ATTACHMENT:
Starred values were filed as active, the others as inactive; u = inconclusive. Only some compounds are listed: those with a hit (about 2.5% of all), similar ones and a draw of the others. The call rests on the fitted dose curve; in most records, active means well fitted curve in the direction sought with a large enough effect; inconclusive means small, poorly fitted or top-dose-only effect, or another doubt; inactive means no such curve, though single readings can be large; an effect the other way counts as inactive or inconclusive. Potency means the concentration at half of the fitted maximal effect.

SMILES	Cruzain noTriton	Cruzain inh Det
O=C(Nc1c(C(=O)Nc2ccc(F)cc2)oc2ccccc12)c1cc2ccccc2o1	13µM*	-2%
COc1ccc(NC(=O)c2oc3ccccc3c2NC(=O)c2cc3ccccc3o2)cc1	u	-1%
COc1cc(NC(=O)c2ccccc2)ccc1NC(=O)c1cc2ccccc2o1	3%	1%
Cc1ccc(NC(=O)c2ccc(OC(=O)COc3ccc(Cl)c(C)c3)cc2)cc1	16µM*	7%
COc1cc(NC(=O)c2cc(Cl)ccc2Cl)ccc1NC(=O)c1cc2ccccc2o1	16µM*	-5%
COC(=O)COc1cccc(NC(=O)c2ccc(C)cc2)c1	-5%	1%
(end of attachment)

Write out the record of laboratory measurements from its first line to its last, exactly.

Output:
Starred values were filed as active, the others as inactive; u = inconclusive. Only some compounds are listed: those with a hit (about 2.5% of all), similar ones and a draw of the others. The call rests on the fitted dose curve; in most records, active means well fitted curve in the direction sought with a large enough effect; inconclusive means small, poorly fitted or top-dose-only effect, or another doubt; inactive means no such curve, though single readings can be large; an effect the other way counts as inactive or inconclusive. Potency means the concentration at half of the fitted maximal effect.

SMILES	Cruzain noTriton	Cruzain inh Det
O=C(Nc1c(C(=O)Nc2ccc(F)cc2)oc2ccccc12)c1cc2ccccc2o1	13µM*	-2%
COc1ccc(NC(=O)c2oc3ccccc3c2NC(=O)c2cc3ccccc3o2)cc1	u	-1%
COc1cc(NC(=O)c2ccccc2)ccc1NC(=O)c1cc2ccccc2o1	3%	1%
Cc1ccc(NC(=O)c2ccc(OC(=O)COc3ccc(Cl)c(C)c3)cc2)cc1	16µM*	7%
COc1cc(NC(=O)c2cc(Cl)ccc2Cl)ccc1NC(=O)c1cc2ccccc2o1	16µM*	-5%
COC(=O)COc1cccc(NC(=O)c2ccc(C)cc2)c1	-5%	1%